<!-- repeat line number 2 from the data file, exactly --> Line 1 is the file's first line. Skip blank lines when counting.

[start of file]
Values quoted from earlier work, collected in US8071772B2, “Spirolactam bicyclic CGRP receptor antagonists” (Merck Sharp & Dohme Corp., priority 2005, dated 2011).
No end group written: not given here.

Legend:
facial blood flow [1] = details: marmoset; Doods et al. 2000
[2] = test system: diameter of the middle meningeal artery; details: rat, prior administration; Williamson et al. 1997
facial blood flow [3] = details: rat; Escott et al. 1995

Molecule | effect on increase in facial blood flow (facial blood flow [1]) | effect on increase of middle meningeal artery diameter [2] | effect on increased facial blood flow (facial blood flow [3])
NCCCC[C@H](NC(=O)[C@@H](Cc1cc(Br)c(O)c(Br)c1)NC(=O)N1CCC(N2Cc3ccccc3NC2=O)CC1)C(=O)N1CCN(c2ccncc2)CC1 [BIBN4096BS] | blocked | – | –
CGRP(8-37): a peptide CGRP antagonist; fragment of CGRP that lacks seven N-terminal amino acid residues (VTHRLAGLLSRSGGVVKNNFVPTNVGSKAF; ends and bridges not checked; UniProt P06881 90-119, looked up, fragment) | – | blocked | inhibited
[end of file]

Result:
No end group written: not given here.